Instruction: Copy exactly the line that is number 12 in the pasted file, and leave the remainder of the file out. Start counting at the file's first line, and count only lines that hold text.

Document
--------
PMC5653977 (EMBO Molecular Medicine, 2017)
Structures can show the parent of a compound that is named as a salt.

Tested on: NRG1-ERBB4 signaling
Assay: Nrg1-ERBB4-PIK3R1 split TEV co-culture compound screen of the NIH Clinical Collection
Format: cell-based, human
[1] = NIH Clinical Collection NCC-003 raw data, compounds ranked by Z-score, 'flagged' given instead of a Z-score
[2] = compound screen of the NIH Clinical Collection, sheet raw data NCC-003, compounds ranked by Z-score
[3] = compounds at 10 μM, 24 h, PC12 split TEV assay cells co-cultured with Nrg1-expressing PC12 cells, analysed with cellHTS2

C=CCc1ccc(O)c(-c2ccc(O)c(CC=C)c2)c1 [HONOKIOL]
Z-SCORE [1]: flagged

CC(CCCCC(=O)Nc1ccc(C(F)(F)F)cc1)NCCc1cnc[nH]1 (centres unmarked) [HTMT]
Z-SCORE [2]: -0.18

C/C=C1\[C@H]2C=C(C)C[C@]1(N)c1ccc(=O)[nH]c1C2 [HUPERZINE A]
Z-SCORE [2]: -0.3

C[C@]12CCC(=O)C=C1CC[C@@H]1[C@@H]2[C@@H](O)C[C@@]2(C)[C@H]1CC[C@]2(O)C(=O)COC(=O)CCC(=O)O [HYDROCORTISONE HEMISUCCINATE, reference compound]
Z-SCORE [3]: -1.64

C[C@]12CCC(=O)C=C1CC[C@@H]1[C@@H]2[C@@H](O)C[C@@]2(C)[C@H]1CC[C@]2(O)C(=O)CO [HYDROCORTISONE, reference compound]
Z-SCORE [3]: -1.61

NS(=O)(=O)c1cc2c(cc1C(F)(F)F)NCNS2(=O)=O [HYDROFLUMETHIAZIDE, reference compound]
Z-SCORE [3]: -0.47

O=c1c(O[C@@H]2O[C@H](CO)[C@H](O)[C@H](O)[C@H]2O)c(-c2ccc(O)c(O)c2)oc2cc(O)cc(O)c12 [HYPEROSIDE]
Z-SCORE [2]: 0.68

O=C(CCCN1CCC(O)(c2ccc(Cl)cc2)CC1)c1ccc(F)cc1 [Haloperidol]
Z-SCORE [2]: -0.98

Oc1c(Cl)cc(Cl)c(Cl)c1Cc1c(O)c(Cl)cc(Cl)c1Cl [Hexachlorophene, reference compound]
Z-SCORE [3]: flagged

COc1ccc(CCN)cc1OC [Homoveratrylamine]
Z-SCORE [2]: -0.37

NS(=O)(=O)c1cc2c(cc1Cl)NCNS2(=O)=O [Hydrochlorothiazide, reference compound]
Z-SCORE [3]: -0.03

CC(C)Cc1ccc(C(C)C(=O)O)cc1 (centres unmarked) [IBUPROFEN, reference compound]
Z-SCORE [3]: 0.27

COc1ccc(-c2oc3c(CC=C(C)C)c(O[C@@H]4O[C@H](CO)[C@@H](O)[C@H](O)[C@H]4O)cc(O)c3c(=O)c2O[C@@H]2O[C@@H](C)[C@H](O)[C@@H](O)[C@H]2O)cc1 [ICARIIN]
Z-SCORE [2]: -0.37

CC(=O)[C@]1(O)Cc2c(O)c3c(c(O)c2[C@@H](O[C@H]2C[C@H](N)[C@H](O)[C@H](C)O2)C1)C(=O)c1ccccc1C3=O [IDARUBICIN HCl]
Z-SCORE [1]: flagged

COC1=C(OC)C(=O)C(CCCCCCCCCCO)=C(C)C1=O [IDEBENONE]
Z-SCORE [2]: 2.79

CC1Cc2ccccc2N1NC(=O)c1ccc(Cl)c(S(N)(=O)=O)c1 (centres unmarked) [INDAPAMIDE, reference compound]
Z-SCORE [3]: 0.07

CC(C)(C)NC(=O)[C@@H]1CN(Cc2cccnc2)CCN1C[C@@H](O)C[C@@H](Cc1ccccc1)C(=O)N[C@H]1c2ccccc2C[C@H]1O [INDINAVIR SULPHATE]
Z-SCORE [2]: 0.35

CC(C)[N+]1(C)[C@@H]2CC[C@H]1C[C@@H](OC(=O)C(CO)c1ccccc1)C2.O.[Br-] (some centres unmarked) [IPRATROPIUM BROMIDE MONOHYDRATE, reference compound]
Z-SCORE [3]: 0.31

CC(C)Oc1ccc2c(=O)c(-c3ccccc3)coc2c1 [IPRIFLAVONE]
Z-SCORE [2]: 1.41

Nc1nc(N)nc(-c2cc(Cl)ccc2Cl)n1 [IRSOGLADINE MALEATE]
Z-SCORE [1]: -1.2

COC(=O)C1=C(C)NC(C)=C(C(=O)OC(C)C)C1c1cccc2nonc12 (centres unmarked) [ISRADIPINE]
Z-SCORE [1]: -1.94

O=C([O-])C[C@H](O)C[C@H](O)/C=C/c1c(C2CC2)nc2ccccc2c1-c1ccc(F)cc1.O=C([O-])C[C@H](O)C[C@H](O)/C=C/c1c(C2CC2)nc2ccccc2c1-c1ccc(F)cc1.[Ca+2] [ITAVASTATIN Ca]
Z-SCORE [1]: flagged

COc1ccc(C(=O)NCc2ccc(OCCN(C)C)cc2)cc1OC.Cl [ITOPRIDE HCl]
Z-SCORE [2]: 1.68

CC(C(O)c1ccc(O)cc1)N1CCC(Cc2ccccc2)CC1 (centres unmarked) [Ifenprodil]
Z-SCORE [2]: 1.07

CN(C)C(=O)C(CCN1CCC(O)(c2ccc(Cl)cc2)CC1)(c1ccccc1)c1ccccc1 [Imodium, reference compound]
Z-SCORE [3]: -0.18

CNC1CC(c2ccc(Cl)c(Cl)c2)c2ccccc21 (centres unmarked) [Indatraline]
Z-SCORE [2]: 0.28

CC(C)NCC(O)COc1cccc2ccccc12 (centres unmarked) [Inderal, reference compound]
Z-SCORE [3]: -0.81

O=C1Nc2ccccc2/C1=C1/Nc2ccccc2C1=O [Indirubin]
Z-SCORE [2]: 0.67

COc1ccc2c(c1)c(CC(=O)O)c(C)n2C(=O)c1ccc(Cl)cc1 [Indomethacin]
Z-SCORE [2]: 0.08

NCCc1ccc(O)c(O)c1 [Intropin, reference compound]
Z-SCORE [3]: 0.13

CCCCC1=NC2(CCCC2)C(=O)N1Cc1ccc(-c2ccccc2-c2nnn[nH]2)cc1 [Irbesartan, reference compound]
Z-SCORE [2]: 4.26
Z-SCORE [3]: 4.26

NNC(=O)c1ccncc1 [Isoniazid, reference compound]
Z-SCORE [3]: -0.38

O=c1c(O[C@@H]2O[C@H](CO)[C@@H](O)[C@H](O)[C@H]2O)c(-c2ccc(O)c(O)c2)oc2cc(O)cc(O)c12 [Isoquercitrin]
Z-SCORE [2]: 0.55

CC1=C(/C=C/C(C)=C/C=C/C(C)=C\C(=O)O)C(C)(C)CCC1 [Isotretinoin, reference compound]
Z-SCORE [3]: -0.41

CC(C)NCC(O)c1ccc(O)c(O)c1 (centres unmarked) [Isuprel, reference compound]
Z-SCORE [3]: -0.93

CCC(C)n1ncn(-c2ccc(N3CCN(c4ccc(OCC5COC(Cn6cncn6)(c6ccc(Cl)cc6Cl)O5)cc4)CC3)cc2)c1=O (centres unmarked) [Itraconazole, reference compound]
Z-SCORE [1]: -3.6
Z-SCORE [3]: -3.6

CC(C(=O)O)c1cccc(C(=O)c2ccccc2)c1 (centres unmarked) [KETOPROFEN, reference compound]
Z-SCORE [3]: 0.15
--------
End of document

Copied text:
Z-SCORE [2]: -0.18